The difficulty in getting English-language readers to pay attention to fiction not written in English is underlined every time the Nobel Prize goes to another author you’ve never heard of, and the problem is no different with SF – which seems to be a good reason to look at some translated books this month. For every Lem or Murakami, there are dozens of writers who never make it onto our radar, no matter how substantial their reputations may be elsewhere. This is one reason to read Ken Liu’s excellent translation of The Three-Body Problem, the first volume of Cixin Liu’s trilogy of SF novels collectively known in China as Three Body (although the official title, apparently, is Remembrance of Earth’s Past). It doesn’t really matter whether Tor is accurate in claiming that this is the first Chinese SF novel translated into English – it doesn’t take much digging to find a translation of a Chan Koonchung novel a couple of years ago, and a translation of Lao She’s Cat Country goes all the way back to 1970 – but it might be reasonable to argue that The Three-Body Problem is the first case of a hard SF novel in the modern sense – informed by genuinely speculative physics and by a shrewd engagement with some of the major tropes of the genre, and not mounted in an overfamiliar dystopian or allegorical frame. Cixin Liu knows his way around Western SF, apparently, but this isn’t quite a Western-style SF novel, and it’s no imitation.
The main reason The Three-Body Problem is noteworthy is that it’s for the most part a compelling piece of work, brilliantly translated by Ken Liu, whose astonishing control of tone lets us experience the novel as a speculative thriller without losing the sense of Chinese language and culture that makes it uniquely different from the familiar rhythms of Western SF. Although Tor is being a bit coy about letting us know that this is the first volume of a trilogy (it’s mentioned nowhere in the promotional letter or on the advance copy), and even though the novel completes a reasonable narrative arc on its own, it seems pretty likely that anyone reading this will be anxiously awaiting the next two volumes, especially given some rather strong clues toward the end that promise to vault the narrative into far more adventurous territory.
The novel begins as a political horror story, set during the more shocking excesses of the Cultural Revolution in 1967. Ye Wenjie, a young astrophysicist, witnesses her father beaten to death by youthful Red Guards, simply for insisting on a standard model of quantum mechanics, which they view as ‘‘reactionary idealism.’’ Though this brutal opening chapter is short, it sets up not only an important aspect of Wenjie’s character for the rest of the novel – including an action she takes which may imperil the world – but also much of the novel’s ideational structure, which returns again and again to the question of science as a reliable model of reality. For US readers, the anti-intellectualism of the Red Guards may come as something of a shock – but it’s not as though we haven’t seen impassioned denials of science for political and ideological reasons here at home. Wenjie herself survives, but is exiled to a remote logging camp, where she is betrayed by a colleague and given a choice between prison and participating in a secret research project located near the camp, which we soon realize has something to do with a SETI effort on the part of the Chinese government.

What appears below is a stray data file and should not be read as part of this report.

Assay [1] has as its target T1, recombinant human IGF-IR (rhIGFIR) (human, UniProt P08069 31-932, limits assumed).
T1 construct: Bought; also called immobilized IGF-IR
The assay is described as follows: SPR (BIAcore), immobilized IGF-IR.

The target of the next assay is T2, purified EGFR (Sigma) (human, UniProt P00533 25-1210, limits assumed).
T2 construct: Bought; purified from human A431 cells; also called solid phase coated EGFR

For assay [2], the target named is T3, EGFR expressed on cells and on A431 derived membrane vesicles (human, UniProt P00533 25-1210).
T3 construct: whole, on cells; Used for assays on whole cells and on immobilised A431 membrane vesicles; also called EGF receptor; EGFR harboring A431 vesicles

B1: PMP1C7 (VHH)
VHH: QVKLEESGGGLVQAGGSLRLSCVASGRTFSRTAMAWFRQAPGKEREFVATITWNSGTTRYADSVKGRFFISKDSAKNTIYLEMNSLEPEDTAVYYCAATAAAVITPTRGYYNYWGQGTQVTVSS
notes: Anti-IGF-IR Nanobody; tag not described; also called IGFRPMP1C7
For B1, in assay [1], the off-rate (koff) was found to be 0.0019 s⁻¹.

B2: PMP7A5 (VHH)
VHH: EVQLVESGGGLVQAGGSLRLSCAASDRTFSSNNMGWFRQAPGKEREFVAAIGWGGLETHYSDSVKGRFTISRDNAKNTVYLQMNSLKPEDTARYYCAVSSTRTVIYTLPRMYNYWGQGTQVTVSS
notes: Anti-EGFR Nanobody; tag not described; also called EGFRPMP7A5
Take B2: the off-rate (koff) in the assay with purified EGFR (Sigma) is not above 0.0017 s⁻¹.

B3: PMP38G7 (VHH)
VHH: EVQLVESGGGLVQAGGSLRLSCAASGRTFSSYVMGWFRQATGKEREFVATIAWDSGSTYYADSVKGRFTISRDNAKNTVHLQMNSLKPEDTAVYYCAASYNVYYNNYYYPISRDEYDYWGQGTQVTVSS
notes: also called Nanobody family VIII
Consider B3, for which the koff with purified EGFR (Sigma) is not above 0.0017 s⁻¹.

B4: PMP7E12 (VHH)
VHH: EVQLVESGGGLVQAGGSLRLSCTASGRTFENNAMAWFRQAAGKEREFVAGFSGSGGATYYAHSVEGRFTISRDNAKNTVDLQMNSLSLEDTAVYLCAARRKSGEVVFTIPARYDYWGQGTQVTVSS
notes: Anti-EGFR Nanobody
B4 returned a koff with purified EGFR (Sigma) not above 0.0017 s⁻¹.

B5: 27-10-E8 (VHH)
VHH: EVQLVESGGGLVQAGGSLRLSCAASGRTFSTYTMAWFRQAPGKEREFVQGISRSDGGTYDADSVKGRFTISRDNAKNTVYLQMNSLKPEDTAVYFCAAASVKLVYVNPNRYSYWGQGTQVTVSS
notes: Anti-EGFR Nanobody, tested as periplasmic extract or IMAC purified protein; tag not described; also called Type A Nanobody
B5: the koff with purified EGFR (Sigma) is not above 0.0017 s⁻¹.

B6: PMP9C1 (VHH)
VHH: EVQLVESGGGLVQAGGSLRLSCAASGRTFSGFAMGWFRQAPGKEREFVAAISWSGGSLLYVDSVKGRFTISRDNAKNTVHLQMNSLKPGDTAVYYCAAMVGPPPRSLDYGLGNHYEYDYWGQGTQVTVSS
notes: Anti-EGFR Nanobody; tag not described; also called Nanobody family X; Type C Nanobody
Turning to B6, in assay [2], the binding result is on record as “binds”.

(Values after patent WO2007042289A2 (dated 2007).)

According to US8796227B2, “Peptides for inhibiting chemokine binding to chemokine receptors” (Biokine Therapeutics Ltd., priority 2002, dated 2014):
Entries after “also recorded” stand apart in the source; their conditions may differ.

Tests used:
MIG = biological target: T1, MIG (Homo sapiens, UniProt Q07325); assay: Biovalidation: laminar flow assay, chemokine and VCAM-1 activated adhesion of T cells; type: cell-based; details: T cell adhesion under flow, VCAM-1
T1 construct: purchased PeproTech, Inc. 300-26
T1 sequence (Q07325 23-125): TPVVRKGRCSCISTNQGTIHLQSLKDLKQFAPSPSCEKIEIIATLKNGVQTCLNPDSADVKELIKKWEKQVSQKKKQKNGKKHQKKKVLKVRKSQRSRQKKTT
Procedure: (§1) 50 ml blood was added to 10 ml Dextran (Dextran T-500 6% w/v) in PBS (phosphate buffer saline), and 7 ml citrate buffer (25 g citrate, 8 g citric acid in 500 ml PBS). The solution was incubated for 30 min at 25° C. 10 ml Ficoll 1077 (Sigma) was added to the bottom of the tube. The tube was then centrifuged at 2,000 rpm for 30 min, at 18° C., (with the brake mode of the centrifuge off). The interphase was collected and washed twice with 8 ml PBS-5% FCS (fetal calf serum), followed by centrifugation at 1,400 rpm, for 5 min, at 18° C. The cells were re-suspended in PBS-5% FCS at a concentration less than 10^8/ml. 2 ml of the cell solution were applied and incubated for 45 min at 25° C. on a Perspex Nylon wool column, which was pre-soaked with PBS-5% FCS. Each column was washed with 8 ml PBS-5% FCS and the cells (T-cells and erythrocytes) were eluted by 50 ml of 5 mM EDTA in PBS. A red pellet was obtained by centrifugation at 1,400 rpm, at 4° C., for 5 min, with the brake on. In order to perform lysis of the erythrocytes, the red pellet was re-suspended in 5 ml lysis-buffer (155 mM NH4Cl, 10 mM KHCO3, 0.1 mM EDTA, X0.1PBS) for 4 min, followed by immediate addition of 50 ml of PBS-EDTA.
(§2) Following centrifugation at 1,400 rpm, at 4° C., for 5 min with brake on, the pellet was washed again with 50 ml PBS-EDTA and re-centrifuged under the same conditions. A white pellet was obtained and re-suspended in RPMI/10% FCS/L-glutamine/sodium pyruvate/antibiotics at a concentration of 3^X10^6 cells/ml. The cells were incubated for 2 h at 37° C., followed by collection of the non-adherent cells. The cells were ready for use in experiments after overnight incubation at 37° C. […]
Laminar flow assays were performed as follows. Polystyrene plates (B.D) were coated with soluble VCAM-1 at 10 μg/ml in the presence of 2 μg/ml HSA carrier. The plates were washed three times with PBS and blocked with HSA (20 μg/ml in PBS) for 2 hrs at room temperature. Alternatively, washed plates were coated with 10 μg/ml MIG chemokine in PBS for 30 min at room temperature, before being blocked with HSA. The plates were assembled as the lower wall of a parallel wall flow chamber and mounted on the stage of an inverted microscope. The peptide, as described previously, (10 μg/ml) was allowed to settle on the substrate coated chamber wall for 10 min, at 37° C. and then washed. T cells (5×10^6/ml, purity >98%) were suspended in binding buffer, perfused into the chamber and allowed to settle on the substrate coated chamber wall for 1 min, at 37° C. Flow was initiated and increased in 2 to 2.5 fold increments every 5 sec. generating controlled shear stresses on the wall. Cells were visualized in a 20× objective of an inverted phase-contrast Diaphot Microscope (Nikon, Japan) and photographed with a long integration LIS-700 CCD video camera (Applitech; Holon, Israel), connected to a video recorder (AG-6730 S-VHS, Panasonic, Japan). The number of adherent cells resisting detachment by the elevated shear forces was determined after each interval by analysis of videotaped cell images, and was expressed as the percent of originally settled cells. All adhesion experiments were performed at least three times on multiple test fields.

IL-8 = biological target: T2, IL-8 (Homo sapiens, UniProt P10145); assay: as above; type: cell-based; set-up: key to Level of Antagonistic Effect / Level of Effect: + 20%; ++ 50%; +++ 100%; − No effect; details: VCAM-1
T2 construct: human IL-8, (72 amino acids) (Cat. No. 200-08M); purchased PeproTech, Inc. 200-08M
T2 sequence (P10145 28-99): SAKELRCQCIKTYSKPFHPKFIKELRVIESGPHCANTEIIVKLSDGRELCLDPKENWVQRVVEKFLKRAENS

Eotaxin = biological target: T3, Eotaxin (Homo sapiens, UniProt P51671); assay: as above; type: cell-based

Decades later, an aging and reclusive Wenjie is sought out by a young nanotech researcher seeking clues to a series of suicides among physicists, the most recent of whom is Wenjie’s daughter Yang Dong, who left behind a cryptic message that ‘‘Physics has never existed, and will never exist.’’ A line like that is catnip for just about any hard SF reader, and The Three-Body Problem delivers on the promise in ways that are at times stunningly inventive and at times contrived. Physics experiments, even under the most controlled conditions, are beginning to yield apparently random results, and the researcher, Wang Miao, begins to wonder if there might be a connection between these events, Wenjie’s earlier activities at that SETI installation, and even an addictive online game called ‘‘Three Body,’’ set in a world that alternates between random periods of chaos and limited times of stability – caused by the three suns that give the novel its title, and that reflect the three-body problem of classical physics and the difficulty in predicting the orbital mechanics of such a system.
Suddenly the novel begins to open up from its violent beginnings and more ruminative middle sections. We learn that those ancient SETI signals had been intercepted by an imperiled alien civilization in just such a three-body system, the Trisolarans, who now see the colonization of Earth as their best chance at survival. (If this sounds like a dreaded spoiler, it’s already there in the book’s jacket copy.) We find ourselves in the middle of an alien invasion narrative, albeit an invasion that may not arrive for centuries, given the distance. This pretty clearly sets up a problem for the second novel in Liu’s trilogy, while a dramatic point-of-view shift late in the novel seems to set us up for a third, which promises to be radically more science fictional than this one. In fact, Liu has been prepping us for this slingshot as far back as the opening chapters, where he says of Wenjie’s betrayal by her colleague that ‘‘historians would all agree that this event in 1969 was a turning point in humankind’s history.’’ That’s the sort of pulpish narrative hook that makes you want to dare the author to deliver, but Cixin Liu does, causing us to not only to wonder whether physics might actually be ‘‘destroyed,’’ but what those Trisolarans are actually up to. If Tor (or someone) doesn’t follow up with the next two volumes in this series, it will be a crime against trilogies (a line I never thought I would write).